A Boston Spring and Learning from Failure


In 1970 when we returned to Boston in the spring,  it was at the height of its glory. The flowering trees and crisp, bright air were so refreshing. Yet, even with the wonderful weather and all our comforts here, we still believed India was our home, and we both were homesick for a few days.

The streets here seemed too quiet and orderly. There was little traffic, no animals sharing the road, and no constant hustle and bustle with horns sounding off in every direction. Our ambivalence, though, was short-lived, as we quickly fell back into daily life and were once again content.

Raj and I heard good news on our return: the U.S. immigration laws had changed in our favor while we were in India. We were now eligible for a green card: permanent-resident status. No test to pass. We were exuberant; this gave us total flexibility in our future plans. We immediately completed the necessary paperwork. Then there was even more good news: Raj and I could afford to upgrade to a new apartment.

After hunting around, we decided on Back Bay Manor, a high-rise off Huntington Avenue. We had very few belongings, so the move was easy.  We were living in comfort and overjoyed. Now I was back to working hard and getting ready for the FRCPC exam.

In the fall of 1970, I went to Montreal for my written portion of the exam. It was a tough three-day, timed exam, but my hard work was rewarded, and I passed. I was very happy with my achievement, and I could not help but think of  how proud Bapaji would have been. The following year, I’d return to Toronto for the clinical and oral sections and be done with this final, ultimate test. My dream after that was to get pregnant. I wanted to wait until after the oral exam, because, in those days, women doctors were not common, and I did not want any more strikes against me.

Throughout the next year, I studied hard and attended all the weekly anesthesia conferences at the Countway Library of Medicine at Harvard University, staying abreast of all the latest research and developments in my field.

In the fall of 1971, I traveled to Toronto, feeling prepared and confident. My bedside clinical exam went well. Next came the orals. I was questioned by three examiners on many diverse topics for thirty minutes.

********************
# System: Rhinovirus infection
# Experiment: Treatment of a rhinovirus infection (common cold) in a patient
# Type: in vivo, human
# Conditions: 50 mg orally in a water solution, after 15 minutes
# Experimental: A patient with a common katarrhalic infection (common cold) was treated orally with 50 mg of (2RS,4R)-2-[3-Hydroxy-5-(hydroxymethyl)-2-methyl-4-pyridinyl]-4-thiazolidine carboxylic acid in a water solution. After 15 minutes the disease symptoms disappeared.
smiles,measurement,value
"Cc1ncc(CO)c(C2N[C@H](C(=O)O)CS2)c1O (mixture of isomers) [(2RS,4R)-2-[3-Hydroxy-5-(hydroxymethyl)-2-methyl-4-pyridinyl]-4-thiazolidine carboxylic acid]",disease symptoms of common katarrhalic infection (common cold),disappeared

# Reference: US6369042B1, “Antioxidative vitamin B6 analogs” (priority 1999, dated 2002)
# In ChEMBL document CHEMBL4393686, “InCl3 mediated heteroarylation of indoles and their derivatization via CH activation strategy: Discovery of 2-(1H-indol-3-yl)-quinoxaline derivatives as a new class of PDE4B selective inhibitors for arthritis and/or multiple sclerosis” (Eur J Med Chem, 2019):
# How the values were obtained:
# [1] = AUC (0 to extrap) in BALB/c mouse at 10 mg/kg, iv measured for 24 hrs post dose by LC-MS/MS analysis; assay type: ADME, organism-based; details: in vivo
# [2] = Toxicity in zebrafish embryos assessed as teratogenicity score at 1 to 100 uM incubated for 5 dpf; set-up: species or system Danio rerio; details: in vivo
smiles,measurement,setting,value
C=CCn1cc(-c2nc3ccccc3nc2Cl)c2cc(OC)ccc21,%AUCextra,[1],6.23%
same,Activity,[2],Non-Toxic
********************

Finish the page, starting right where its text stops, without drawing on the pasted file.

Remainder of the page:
I was satisfied with my performance and my answers, but somewhere along the way, I guess they were not. In the late evening, I received my results: I had failed.

I was in shock. This was completely unexpected. Never had I felt so miserable. I returned to Boston and immediately reviewed all my answers with the senior staff in my department. No one had an explanation for my failing. I couldn’t even blame it on being visibly pregnant, as I had put off pregnancy for that very reason. I continued to mourn for a while—it was a bitter pill to swallow—but I eventually recovered. In

As Winston Churchill said, “Success is not final, failure is not fatal; it is the courage to continue that counts.”

Failing was a shocking surprise  After a period of grief I gained the courage to move forward. This was a start for preparing me for future challenges. I learned that failure is multi-dimensional and to find inspiration, experiences and lessons from others. In September 1972, I returned to Montreal and passed on my second attempt and my dream was fulfilled. I was glorified!

In early childhood learning from Bauji and Bapaji prepared me for failure :

If at first you don’t succeed try try try again

Nothing is impossible in the dictionary of mankind.


 As Nelson Mandela said The greatest glory in living is not in  never failing but rising every time we fall 

I have had many personal challenges in my life. Despite the best state of the art medical care,  death of my patient at times was unavoidable if an illness was irreversible. I always ask myself, could I have done some things different?

Loosing my Dad and Mom was difficult. And loosing my husband Raj was daunting forever.  What could I have done different? My only solace is that I  did my best and gave optimal care to my patients, loved my parents and my dear husband Raj. We cannot fight life and death. Acceptance is difficult but we have no choice with events of the cycle of life.

Lyrics written by Jay Livingston “Que sera Que sera. Whatever will be, will be. The future is not ours to see”

Accept Destiny


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